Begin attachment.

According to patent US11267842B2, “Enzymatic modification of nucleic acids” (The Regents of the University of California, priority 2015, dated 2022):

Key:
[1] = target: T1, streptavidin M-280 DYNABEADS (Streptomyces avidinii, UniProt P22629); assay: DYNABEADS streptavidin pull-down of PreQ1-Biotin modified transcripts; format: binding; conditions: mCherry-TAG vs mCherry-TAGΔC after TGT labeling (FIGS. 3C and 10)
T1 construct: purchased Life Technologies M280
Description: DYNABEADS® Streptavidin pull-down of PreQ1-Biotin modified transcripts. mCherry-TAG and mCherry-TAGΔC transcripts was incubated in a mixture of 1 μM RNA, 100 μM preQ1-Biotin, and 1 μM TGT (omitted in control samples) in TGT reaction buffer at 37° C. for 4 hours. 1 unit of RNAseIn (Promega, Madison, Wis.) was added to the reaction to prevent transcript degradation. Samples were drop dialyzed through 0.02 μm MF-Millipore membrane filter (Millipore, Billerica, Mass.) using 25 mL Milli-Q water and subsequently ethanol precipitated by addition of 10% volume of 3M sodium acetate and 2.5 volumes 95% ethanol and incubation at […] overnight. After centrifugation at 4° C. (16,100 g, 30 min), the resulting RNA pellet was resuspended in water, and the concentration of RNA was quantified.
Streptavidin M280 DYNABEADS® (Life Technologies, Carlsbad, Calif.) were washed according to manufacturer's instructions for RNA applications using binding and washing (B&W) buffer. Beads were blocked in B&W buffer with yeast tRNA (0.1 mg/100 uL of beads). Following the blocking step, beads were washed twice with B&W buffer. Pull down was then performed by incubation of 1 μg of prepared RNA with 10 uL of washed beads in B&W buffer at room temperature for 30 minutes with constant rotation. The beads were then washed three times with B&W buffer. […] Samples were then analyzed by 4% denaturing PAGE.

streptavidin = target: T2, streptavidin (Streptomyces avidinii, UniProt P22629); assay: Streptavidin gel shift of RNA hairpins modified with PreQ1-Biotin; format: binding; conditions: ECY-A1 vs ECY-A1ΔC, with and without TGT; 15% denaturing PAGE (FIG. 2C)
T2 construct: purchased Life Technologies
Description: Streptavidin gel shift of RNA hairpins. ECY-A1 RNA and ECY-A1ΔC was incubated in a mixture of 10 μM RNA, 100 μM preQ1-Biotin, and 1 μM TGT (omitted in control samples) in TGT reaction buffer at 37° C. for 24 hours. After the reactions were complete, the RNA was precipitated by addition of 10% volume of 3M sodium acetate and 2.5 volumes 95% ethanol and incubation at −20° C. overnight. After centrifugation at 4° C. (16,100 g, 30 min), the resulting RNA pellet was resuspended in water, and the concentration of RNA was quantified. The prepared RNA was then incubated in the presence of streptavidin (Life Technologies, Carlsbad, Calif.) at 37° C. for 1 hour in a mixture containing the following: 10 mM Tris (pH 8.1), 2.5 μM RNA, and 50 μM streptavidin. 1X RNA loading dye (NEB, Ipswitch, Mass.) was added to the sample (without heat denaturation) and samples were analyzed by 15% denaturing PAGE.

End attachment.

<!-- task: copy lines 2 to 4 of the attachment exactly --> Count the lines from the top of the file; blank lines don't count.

Key:
[1] = target: T1, streptavidin M-280 DYNABEADS (Streptomyces avidinii, UniProt P22629); assay: DYNABEADS streptavidin pull-down of PreQ1-Biotin modified transcripts; format: binding; conditions: mCherry-TAG vs mCherry-TAGΔC after TGT labeling (FIGS. 3C and 10)
T1 construct: purchased Life Technologies M280